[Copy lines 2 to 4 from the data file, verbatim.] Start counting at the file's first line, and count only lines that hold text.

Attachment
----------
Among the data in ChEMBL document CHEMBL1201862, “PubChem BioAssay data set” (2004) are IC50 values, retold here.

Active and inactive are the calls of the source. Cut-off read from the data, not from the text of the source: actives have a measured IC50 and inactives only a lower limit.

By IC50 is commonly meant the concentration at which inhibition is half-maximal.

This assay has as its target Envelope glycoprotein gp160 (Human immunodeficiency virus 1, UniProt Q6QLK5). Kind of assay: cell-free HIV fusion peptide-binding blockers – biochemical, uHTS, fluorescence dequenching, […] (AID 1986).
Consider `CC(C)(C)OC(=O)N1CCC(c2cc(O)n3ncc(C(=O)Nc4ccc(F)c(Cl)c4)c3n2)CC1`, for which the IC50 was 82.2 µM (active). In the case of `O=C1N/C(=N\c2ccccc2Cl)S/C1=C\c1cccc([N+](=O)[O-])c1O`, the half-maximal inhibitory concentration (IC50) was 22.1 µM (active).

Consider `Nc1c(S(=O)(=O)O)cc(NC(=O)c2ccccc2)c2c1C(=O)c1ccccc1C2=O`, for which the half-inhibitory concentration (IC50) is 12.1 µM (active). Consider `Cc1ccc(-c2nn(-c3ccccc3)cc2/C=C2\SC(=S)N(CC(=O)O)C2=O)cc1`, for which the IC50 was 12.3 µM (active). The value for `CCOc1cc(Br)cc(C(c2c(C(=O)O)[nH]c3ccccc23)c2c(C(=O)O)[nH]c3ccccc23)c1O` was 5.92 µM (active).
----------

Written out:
Active and inactive are the calls of the source. Cut-off read from the data, not from the text of the source: actives have a measured IC50 and inactives only a lower limit.

By IC50 is commonly meant the concentration at which inhibition is half-maximal.

This assay has as its target Envelope glycoprotein gp160 (Human immunodeficiency virus 1, UniProt Q6QLK5). Kind of assay: cell-free HIV fusion peptide-binding blockers – biochemical, uHTS, fluorescence dequenching, […] (AID 1986).